The wine has some good qualities. It is fresh, clean and dry. There is not much fruit flavour, just a little spice, and the wine is nicely balanced with a pleasant acidic finish. There are no major highlights on the palate, but this wine avoids potential downsides from a hot climate. It was a good companion to the spicy fish I had. I think I will have this again.

Score: 86/+

Wednesday, March 9, 2016

Vieux Telegraphe Current Releases

My tasting at Vieux Telegraphe was one of the highlights of my 'Tour de France' last year. Now Daniel Brunier, one of the two owner brothers, has come to Sydney to show his latest releases.

This tasting confirms why I like these wines so much. Half the wines were from 2013, which was not a great vintage due to the cold conditions. Yet there is a style to these wines which cuts across the different terroir, as well as different years. All red wines are Grenache dominated, yet the emphasis is not on fruit. It is on earth, minerality, vibrancy, balance, and a line leading to a smooth and satisfying finish. These wines have a personal signature.

The two Chateauneuf-du-Pape wines from 2013 are the Telegramme and the Vieux Telegraphe, the flagship wine. They both come from the famous stony plateau of Le Crau, where they own about 70 hectares, a huge holding for the area. The Telegramme is of young vines, on average 20 years old. It is a fresh and savoury wine (92 points), which beat its famous sibling this year. It seems the grapes of the old vines did not fully ripen, which can be a problem for Grenache. The Vieux Telegraphe is earthy, and a bit rough, not fully rounded (91 points).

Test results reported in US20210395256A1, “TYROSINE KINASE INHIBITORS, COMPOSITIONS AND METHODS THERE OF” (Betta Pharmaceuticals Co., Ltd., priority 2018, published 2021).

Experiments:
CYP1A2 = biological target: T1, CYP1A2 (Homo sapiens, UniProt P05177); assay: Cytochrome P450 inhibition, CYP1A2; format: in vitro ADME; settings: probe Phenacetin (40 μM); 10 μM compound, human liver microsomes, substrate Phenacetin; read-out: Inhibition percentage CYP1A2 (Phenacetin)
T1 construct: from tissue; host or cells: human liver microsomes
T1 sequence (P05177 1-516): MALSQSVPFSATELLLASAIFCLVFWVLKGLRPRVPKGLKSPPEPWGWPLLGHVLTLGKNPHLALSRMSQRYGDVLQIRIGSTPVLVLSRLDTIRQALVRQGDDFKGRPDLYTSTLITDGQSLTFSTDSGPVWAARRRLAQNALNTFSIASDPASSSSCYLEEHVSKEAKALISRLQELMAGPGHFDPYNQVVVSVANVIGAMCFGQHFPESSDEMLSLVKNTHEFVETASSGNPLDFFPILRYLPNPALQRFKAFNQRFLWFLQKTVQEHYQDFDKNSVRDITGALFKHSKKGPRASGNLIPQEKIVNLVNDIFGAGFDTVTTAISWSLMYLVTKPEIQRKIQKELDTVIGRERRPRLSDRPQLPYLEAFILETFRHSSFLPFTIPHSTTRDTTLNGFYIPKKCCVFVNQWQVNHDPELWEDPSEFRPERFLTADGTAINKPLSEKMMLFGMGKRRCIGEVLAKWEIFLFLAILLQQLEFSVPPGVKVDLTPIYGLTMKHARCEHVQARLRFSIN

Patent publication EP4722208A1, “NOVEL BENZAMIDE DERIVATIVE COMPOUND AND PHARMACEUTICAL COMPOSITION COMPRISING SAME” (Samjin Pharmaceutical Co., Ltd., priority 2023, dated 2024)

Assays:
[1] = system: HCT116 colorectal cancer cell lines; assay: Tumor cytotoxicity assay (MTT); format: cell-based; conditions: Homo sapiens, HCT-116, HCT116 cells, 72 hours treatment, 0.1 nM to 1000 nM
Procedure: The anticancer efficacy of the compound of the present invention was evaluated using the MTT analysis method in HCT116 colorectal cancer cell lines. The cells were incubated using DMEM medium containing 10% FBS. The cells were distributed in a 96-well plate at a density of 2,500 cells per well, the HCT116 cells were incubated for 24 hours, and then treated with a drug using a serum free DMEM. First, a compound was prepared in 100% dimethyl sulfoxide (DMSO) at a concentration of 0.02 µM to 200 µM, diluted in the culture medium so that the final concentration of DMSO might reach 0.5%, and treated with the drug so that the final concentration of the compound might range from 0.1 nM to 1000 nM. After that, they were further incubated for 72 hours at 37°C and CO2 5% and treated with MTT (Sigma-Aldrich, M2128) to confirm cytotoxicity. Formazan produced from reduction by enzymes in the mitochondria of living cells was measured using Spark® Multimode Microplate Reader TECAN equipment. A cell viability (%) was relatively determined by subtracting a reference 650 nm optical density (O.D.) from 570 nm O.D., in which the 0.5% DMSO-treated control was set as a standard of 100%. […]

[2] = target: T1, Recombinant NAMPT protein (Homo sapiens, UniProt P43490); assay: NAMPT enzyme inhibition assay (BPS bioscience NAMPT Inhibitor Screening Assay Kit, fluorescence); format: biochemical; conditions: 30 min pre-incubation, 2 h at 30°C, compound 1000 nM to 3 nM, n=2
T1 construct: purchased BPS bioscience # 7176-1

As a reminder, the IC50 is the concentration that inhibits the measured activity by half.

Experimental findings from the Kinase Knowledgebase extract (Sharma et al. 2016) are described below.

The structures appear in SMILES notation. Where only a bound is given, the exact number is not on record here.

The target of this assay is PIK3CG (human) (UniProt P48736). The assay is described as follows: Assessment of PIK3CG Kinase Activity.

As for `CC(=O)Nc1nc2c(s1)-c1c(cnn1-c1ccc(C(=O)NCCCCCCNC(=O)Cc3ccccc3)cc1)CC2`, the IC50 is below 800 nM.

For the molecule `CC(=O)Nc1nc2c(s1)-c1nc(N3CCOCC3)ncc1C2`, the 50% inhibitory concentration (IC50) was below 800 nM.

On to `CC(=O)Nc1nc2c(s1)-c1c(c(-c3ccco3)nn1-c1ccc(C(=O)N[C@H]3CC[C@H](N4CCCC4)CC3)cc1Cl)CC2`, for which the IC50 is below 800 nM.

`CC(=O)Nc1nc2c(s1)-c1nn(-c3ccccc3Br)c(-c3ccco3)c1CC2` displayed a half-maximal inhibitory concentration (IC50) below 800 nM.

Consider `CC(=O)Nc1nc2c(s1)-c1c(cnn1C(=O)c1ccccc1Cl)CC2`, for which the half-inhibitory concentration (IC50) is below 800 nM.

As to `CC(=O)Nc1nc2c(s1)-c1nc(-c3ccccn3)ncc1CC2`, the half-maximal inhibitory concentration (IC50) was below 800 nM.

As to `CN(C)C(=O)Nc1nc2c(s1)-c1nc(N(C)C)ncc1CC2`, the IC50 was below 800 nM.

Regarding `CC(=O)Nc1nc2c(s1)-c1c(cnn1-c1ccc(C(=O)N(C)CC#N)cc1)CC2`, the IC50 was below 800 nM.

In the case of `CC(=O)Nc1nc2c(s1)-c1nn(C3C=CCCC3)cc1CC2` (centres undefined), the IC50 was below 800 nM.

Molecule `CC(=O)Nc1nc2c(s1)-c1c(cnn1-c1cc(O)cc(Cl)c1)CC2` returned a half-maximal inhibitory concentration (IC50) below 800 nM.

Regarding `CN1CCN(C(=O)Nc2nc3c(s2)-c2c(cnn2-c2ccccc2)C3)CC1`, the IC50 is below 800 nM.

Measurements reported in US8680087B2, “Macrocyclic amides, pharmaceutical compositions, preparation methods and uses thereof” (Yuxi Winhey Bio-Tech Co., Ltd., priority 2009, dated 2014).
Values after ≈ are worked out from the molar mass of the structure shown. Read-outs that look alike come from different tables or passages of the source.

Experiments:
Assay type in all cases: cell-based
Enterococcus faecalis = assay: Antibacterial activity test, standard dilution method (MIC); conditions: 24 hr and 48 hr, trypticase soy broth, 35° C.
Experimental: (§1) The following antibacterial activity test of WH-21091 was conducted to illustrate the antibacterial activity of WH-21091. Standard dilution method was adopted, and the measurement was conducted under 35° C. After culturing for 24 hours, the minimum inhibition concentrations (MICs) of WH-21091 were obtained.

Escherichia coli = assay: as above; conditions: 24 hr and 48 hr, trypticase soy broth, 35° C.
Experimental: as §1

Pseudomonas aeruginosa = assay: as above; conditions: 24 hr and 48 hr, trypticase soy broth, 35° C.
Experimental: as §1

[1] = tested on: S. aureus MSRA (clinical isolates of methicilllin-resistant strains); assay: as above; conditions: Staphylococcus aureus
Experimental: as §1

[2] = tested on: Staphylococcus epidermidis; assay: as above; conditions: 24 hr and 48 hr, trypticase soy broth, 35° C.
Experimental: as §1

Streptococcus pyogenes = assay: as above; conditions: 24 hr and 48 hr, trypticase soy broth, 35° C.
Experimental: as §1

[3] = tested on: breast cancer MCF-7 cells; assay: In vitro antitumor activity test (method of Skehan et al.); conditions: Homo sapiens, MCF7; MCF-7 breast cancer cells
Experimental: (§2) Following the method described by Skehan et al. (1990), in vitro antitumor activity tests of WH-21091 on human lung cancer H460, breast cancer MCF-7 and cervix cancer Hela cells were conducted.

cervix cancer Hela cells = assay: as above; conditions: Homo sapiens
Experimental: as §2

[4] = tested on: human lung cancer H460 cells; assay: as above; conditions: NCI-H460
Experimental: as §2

The star of the tasting was the 2012 Domaine La Roquete Piedlong Chateuneuf-du-Pape, from a property further west. This wine was fragrant, very fine, savoury and very, very elegant. The wine was long on the palate, floating along with vibrancy and sheer drinkability (95 points).

Danielle Brunier makes two wines from the Gigondas. The 2013 Terrasse du Diable comes from a vineyard at 300-400 meters altitude. It had cherry and raspberry flavours, but suffered in a similar way to the Vieux Telegraphe (90 points). In contrast, the 2013 Les Racines is based on old vines. It is more intense and delivered a savoury, yet elegant profile with a long finish. A remarkable wine for this vintage (94 points).

Thursday, March 3, 2016

Patrick Piuse Chablis

This photo shows 11 of the 15 Chablis I tasted from Patrick Piuse. He is a Canadian who gained his experience overseas before opening his winery in Chablis in 2008. You can see he is a traditionalist, opting for cork and wax as the closure, but he also did something revolutionary, as he separated the standard Chablis in a number of single vineyards. This makes a lot of sense, as the soil on the eastern side of the river is limestone, which brings out herbal character and minerality in the Chardonnay, whereas the 'left bank' is clay, and the Chardonnay expresses more fruit here, in particular apple and apricot. This distinction gets lost in a mixed wine.